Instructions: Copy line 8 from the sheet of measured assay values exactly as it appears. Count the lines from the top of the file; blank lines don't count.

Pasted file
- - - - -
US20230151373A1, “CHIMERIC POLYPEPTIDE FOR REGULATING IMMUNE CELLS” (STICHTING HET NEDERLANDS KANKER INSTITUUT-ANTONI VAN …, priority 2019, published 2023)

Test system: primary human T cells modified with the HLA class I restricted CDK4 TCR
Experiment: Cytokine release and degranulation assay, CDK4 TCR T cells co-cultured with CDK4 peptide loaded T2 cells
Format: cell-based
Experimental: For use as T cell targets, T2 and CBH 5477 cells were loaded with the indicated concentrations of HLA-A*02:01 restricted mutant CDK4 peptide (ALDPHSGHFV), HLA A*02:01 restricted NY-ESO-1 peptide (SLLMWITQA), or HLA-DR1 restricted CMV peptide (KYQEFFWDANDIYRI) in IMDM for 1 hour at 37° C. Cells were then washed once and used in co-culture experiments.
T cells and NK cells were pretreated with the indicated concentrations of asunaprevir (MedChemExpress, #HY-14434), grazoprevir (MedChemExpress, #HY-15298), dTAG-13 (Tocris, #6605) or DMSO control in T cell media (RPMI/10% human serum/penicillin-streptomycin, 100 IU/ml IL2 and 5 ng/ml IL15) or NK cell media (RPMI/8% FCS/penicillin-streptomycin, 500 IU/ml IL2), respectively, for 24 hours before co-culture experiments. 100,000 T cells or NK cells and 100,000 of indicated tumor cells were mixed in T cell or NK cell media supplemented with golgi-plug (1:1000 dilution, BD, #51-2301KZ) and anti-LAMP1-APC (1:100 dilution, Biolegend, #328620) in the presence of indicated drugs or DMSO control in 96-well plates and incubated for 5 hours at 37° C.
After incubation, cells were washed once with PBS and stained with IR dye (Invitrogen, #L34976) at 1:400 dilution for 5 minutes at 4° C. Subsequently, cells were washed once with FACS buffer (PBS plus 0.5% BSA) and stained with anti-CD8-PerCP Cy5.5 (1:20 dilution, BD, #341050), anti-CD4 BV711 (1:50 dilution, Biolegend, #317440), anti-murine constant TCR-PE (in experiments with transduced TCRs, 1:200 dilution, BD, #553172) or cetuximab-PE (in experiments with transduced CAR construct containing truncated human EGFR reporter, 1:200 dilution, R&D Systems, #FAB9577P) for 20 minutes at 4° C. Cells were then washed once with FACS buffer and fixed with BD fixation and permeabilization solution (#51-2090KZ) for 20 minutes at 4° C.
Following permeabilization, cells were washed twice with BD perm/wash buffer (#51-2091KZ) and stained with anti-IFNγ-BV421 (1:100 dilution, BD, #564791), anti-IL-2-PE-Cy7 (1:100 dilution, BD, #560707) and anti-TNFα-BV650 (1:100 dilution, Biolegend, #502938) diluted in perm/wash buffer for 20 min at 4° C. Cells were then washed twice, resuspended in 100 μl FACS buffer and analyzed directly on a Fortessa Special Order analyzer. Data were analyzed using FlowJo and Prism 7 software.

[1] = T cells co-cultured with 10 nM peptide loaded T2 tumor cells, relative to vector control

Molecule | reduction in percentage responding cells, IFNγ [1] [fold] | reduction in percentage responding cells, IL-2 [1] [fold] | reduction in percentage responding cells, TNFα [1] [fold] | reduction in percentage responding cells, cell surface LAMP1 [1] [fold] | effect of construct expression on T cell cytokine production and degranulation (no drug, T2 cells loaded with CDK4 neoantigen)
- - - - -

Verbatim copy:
Following permeabilization, cells were washed twice with BD perm/wash buffer (#51-2091KZ) and stained with anti-IFNγ-BV421 (1:100 dilution, BD, #564791), anti-IL-2-PE-Cy7 (1:100 dilution, BD, #560707) and anti-TNFα-BV650 (1:100 dilution, Biolegend, #502938) diluted in perm/wash buffer for 20 min at 4° C. Cells were then washed twice, resuspended in 100 μl FACS buffer and analyzed directly on a Fortessa Special Order analyzer. Data were analyzed using FlowJo and Prism 7 software.